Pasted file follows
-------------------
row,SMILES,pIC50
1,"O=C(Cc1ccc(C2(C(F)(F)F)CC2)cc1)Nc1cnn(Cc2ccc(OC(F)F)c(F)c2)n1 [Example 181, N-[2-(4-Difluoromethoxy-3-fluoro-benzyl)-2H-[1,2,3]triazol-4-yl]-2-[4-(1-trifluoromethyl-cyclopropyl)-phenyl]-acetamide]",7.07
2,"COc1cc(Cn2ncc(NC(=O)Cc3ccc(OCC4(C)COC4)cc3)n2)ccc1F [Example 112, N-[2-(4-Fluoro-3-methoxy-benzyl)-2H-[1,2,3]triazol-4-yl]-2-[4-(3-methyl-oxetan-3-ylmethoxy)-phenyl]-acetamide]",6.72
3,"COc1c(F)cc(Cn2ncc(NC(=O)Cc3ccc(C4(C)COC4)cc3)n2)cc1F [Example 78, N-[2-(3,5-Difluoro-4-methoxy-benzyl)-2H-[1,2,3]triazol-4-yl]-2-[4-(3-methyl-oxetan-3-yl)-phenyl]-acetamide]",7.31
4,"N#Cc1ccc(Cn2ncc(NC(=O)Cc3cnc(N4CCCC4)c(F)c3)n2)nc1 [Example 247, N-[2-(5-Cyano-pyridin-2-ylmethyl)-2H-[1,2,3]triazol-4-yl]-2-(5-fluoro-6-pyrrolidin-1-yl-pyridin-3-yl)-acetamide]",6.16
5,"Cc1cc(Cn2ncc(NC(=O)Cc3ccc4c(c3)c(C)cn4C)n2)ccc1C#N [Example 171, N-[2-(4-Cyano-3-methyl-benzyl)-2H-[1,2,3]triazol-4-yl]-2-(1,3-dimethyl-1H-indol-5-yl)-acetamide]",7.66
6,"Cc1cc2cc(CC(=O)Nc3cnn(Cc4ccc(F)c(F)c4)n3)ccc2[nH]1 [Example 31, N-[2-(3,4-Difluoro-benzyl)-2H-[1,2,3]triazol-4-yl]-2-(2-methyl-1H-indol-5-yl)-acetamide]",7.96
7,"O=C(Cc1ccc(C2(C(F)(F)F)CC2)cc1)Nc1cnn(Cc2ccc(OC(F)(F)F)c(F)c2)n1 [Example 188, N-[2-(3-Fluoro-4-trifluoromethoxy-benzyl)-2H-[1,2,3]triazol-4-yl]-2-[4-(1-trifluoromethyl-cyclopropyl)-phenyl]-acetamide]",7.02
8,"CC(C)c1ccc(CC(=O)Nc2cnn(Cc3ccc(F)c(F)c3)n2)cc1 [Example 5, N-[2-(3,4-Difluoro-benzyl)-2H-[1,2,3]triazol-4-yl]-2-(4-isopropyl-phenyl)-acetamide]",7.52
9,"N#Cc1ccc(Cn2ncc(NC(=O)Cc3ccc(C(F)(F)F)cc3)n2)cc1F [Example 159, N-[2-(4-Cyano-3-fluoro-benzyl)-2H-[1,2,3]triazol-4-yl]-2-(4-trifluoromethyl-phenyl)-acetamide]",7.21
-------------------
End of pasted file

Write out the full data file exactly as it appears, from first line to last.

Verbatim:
row,SMILES,pIC50
1,"O=C(Cc1ccc(C2(C(F)(F)F)CC2)cc1)Nc1cnn(Cc2ccc(OC(F)F)c(F)c2)n1 [Example 181, N-[2-(4-Difluoromethoxy-3-fluoro-benzyl)-2H-[1,2,3]triazol-4-yl]-2-[4-(1-trifluoromethyl-cyclopropyl)-phenyl]-acetamide]",7.07
2,"COc1cc(Cn2ncc(NC(=O)Cc3ccc(OCC4(C)COC4)cc3)n2)ccc1F [Example 112, N-[2-(4-Fluoro-3-methoxy-benzyl)-2H-[1,2,3]triazol-4-yl]-2-[4-(3-methyl-oxetan-3-ylmethoxy)-phenyl]-acetamide]",6.72
3,"COc1c(F)cc(Cn2ncc(NC(=O)Cc3ccc(C4(C)COC4)cc3)n2)cc1F [Example 78, N-[2-(3,5-Difluoro-4-methoxy-benzyl)-2H-[1,2,3]triazol-4-yl]-2-[4-(3-methyl-oxetan-3-yl)-phenyl]-acetamide]",7.31
4,"N#Cc1ccc(Cn2ncc(NC(=O)Cc3cnc(N4CCCC4)c(F)c3)n2)nc1 [Example 247, N-[2-(5-Cyano-pyridin-2-ylmethyl)-2H-[1,2,3]triazol-4-yl]-2-(5-fluoro-6-pyrrolidin-1-yl-pyridin-3-yl)-acetamide]",6.16
5,"Cc1cc(Cn2ncc(NC(=O)Cc3ccc4c(c3)c(C)cn4C)n2)ccc1C#N [Example 171, N-[2-(4-Cyano-3-methyl-benzyl)-2H-[1,2,3]triazol-4-yl]-2-(1,3-dimethyl-1H-indol-5-yl)-acetamide]",7.66
6,"Cc1cc2cc(CC(=O)Nc3cnn(Cc4ccc(F)c(F)c4)n3)ccc2[nH]1 [Example 31, N-[2-(3,4-Difluoro-benzyl)-2H-[1,2,3]triazol-4-yl]-2-(2-methyl-1H-indol-5-yl)-acetamide]",7.96
7,"O=C(Cc1ccc(C2(C(F)(F)F)CC2)cc1)Nc1cnn(Cc2ccc(OC(F)(F)F)c(F)c2)n1 [Example 188, N-[2-(3-Fluoro-4-trifluoromethoxy-benzyl)-2H-[1,2,3]triazol-4-yl]-2-[4-(1-trifluoromethyl-cyclopropyl)-phenyl]-acetamide]",7.02
8,"CC(C)c1ccc(CC(=O)Nc2cnn(Cc3ccc(F)c(F)c3)n2)cc1 [Example 5, N-[2-(3,4-Difluoro-benzyl)-2H-[1,2,3]triazol-4-yl]-2-(4-isopropyl-phenyl)-acetamide]",7.52
9,"N#Cc1ccc(Cn2ncc(NC(=O)Cc3ccc(C(F)(F)F)cc3)n2)cc1F [Example 159, N-[2-(4-Cyano-3-fluoro-benzyl)-2H-[1,2,3]triazol-4-yl]-2-(4-trifluoromethyl-phenyl)-acetamide]",7.21